Senator Levin, Rep. James Moran (D-Va.), Department of Defense historian Alan Gropman, Juan Williams of National Public Radio and others came to the Great Hall podium to express their gratitude and thanks for these American heroes.
Debra Murphy, Library Services, described both the ceremony and reception: "While long overdue, the ceremony honoring the Tuskegee Airmen with the Congressional Gold Medal on March 29 was absolutely majestic," she said. "These are true American heroes who fought valiantly for their country … a country that showed them little love as they put their lives at risk. As more than 300 of them marched proudly into the Capitol Rotunda, the grateful audience, which represented every aspect of our nation, gave them well-deserved thunderous applause and a standing ovation. This was our way of saying, 'Thank you.'"
Bob Patrick, director of the Veterans History Project at the Library's American Folklife Center, greeted the Tuskegee Airmen and their families during the reception.
"The Veterans History Project (VHP) was … extremely pleased by the interest shown by family members and friends of these heroes who recognized the importance to the nation of preserving their stories at the Library of Congress through the Veterans History Project," Patrick said later. "Although the VHP does have some interviews with Tuskegee Airmen, we were heartened that individuals got the tools from us to collect and contribute more. We look forward to adding these important stories to our collections."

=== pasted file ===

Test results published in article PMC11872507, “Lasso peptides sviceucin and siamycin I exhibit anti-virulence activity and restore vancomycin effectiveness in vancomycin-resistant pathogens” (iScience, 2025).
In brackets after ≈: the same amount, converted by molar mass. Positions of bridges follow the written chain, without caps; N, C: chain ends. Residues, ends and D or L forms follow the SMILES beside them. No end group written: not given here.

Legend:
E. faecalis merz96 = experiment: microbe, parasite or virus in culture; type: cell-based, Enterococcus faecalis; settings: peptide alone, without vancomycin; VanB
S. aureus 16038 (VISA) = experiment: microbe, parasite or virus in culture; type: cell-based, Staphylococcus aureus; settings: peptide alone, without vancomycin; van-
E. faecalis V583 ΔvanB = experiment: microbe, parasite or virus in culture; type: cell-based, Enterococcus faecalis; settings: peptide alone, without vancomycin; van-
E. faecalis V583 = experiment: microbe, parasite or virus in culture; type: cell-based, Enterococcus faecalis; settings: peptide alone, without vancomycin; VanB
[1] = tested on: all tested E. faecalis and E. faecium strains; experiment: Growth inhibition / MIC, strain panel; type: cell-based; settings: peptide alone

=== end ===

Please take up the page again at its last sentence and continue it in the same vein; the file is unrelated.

Curators and reference librarians from the Humanities and Social Sciences Division had prepared a resource list and display of materials from the collections and were on hand to discuss materials related to the Tuskegee Airmen.
"It was a wonderful opportunity to meet the individuals who made outstanding contributions to our country both as airmen and as private citizens," said Barbara Morland, head of the Main Reading Room.
"They are such an accomplished group from many states across the country and were so gracious and appreciative for the honor and recognition they received with the presentation of the Congressional Gold Medal, and yet, they expressed the sadness that they also felt for their colleagues who had passed on and were not a part this celebration."
"It was a privilege to meet them, shake their hands and to hear them talk about this day, describe their experiences of over 60 years ago, and the years since," Morland continued. "They were pleased to see the display of photographs and books, to talk with the reference librarians and to receive a copy of 'Tuskegee Airmen: Selected Resources at the Library of Congress,' which provided examples of materials on the Tuskegee Airmen in the Library's collections."
More than 200 airmen came to the Library reception, and until the last airmen left the building, "American Treasures of the Library of Congress" and other exhibitions remained open for the Library's honored guests to see.
Brynda White is a congressional relations specialist in the Congressional Relations Office.